The $1,100 Vintage Madras Jacket

Last year we reported on a $1,200 Ralph Lauren madras sportcoat; the price struck us as a little steep, not by the standards of RL, but of the fabric.

This year the headline stealer is this vintage patch madras jacket from Chipp, for which an eBay seller is asking $1,100.

The seller’s rationale for the steep tariff is that the jacket’s provenance. It comes from Chipp, who are credited with either inventing or at least popularizing the patching of madras. Coincidentally, Chipp also made clothing for JFK and other notable personae. Ergo to own this jacket is akin to owning a work of art or historic artifact a few degrees of separation removed from touch football at Hyannis Port.

It’s the kind of thing that’s only possible thanks to the Internet, which has created a small cognoscenti who actually might care about original patch madras from Chipp, as well as providing the appropriate buzz machine. “If Put This On features this,” wrote Zachary DeLuca, the vintage Ivy clothing dealer who alerted us to the listing, “it might actually go for asking price.” — CHRISTIAN CHENSVOLD

14 Comments on "The $1,100 Vintage Madras Jacket"

  1. C’mon, the seller doesn’t even know what a 3/2 roll is! Unbutton that top button and add $100 to the price.

  2. Thanks, Christian and Zachary, for spreading the word on this. Fun article.

  3. I don’t think even we have the power to get someone $1100 for a Chipp madras coat.

  4. Derek Guy | May 14, 2012 at 9:59 am |

    Seller was smart to list Ivy Style before the NYT.

  5. Tom Conroy | May 14, 2012 at 3:58 pm |

    You might be able to get Mr. Winston to custom make you one for the same price.

  6. It doesn’t even look like it’s been dry cleaned (at least it’s free shipping). I’m sure a good cleaner could be found to get it in presentable condition. I’m left wondering how the seller came up with $1,100.00 since the coat doesn’t seem to be the seller’s specialty. Additionally, I would think that a Chipp coat with the hallmark vivid lining would be far more desirable than this one. Other than the Chipp tag and the 3/2 features, it looks pretty generic.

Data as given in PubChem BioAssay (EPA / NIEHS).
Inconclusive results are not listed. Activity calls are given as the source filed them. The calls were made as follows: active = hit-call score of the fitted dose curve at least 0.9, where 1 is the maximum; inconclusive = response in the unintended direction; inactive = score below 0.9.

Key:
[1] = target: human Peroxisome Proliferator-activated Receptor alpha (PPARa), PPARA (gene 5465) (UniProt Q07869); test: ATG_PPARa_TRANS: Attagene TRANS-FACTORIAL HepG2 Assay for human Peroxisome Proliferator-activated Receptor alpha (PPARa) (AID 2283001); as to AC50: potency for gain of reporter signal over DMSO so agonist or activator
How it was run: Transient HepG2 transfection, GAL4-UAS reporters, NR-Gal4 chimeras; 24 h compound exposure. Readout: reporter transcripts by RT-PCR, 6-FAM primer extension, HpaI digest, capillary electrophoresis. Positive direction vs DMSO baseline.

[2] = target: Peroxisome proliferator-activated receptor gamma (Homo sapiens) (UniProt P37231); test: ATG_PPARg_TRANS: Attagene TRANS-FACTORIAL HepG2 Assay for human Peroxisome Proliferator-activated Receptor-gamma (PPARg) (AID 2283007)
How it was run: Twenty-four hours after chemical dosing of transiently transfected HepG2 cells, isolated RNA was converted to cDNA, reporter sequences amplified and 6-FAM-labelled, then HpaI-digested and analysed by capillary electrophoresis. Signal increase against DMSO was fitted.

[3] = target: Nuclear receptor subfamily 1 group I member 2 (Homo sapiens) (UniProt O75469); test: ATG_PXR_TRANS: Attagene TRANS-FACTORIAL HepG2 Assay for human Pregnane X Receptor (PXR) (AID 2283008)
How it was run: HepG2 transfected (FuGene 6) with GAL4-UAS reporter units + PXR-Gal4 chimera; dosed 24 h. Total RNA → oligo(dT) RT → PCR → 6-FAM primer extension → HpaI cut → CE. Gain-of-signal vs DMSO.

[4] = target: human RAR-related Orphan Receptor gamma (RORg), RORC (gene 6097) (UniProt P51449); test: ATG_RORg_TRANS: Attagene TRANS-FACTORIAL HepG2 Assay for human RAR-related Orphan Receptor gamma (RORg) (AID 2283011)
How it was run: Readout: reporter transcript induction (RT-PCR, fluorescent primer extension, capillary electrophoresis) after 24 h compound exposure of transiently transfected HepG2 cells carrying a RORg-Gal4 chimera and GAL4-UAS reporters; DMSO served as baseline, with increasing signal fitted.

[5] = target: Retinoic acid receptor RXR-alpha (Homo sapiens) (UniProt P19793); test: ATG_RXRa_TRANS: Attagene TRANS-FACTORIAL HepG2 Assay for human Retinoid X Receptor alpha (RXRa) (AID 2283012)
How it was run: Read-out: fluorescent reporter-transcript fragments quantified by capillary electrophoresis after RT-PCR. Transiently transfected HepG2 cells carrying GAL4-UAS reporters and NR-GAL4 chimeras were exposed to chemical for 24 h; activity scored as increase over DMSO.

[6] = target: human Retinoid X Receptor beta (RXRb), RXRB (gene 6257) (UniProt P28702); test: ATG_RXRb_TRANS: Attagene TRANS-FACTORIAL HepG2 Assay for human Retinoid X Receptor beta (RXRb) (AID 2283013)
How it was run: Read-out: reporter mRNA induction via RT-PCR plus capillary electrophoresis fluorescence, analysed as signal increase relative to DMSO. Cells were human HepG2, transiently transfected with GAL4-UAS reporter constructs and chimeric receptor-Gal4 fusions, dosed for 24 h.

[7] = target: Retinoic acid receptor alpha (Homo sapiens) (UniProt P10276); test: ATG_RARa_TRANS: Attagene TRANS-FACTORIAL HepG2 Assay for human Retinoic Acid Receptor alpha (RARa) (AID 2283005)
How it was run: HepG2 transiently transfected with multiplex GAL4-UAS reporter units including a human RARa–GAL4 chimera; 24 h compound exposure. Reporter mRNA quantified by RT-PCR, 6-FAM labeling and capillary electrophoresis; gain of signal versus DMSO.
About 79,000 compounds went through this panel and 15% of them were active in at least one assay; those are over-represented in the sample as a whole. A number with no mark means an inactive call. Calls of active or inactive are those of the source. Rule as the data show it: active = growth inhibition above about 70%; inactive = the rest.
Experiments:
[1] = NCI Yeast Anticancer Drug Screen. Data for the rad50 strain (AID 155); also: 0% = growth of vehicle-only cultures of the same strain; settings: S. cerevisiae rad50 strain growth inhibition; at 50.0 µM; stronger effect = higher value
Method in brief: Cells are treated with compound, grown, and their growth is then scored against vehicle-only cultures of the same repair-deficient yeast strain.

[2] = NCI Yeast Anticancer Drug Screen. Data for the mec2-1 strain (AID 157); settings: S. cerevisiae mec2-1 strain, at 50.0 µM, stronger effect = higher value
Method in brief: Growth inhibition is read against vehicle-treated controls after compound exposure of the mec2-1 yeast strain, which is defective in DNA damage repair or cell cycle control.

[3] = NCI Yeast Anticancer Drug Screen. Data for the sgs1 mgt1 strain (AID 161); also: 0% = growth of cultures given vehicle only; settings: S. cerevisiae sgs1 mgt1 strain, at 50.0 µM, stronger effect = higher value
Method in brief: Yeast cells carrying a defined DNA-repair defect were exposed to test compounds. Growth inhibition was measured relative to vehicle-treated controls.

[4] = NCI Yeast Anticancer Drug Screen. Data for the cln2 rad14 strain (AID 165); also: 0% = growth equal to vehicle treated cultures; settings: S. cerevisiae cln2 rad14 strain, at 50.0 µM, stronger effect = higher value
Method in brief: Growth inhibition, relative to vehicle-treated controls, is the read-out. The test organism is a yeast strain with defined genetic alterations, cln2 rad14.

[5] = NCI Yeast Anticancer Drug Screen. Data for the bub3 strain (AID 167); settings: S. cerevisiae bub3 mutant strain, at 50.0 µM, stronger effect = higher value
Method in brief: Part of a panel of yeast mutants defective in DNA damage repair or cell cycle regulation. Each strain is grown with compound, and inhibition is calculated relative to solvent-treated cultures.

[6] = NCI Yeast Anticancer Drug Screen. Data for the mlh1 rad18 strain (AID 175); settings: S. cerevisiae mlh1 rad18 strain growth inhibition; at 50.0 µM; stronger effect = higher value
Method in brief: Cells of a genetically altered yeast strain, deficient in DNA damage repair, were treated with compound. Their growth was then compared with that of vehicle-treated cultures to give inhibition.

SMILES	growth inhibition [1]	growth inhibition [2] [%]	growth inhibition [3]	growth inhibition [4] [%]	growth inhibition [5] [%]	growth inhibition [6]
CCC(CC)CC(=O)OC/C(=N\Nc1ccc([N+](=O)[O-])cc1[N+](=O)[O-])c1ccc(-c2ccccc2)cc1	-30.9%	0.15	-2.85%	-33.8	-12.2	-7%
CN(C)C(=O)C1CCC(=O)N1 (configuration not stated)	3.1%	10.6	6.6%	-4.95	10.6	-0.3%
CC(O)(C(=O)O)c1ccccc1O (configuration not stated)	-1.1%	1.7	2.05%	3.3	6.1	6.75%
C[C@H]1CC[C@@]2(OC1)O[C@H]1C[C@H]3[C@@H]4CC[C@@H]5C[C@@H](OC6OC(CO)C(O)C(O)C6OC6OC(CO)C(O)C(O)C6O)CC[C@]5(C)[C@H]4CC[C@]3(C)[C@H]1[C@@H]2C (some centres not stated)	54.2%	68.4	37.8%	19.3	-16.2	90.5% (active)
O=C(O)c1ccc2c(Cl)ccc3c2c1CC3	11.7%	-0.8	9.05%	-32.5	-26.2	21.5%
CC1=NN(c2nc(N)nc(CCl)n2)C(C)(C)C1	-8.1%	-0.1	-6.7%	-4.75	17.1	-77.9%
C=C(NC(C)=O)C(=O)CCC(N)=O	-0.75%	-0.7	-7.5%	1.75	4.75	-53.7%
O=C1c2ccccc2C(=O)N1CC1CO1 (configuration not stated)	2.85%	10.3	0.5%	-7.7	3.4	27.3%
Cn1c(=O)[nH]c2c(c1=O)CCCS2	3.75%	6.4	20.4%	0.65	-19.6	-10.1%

7. It’s worth whatever someone is willing to pay… There is likely someone out there for this… I would offer on it but it is not my size. I would think $300-$350 tops for me though.

    Seller seems to sell random vintage things. My guess is she/he is a starving college student who did a quick iPhone search for Chipp while in the thrift store and got the ivy style article… Then paid $40 for the jacket hoping for a big payday and now needs to get a replenshment for summer vacation spending money! Kudos I say… I often troll eBay myself for such things, but rarely get much worth looking at… Good find.

  8. Farmer Jones | May 15, 2012 at 9:40 am |

    The key won’t be finding someone to lay out $1100 for it, it will instead be finding a short-armed freak willing to lay out $1100.

  9. This sort of jacket is a great example of nostalgic ideas trumping both quality and common sense. It’s just cotton patches sewn together and cotton is neither hard-wearing nor an ideal cloth for a jacket. It has little give and drapes badly and it’s probably made from left-over off-cuts of cloth anyway.

    But hey, give it a ‘provenance’ and a name and it becomes something fantastic. Rather than the piece of cheap cotton clown-wear that it is.

  10. Hans,

    “Clown wear.” What an excellent summation of GTH.

    In fact, this jacket would go very well with a Bozo-do and a red nose. Maybe Nantucket Reds down below to keep the red theme going?

  11. I’ve never wore a patch work madras jacket, but I’ve had friends that have and done it well. I have owned muted madras jackets and enjoyed them, cheap and comfortable in warm weather. I’ve never worn one out, I out grew them.

    Cotton is king, it’s cheap, rugged and comfortable. Cotton endures repeated laundering, that’s why dress shirts are made of it, or Levis, or the winners and loser of WWII wore it.

  12. Mitch McDonald | July 3, 2012 at 7:16 am |

    This post reminds me of an old pair of Levi’s up for auction. Something that just boggles you that it was the first of its kind. Magnificent. Something I would love to acquire.

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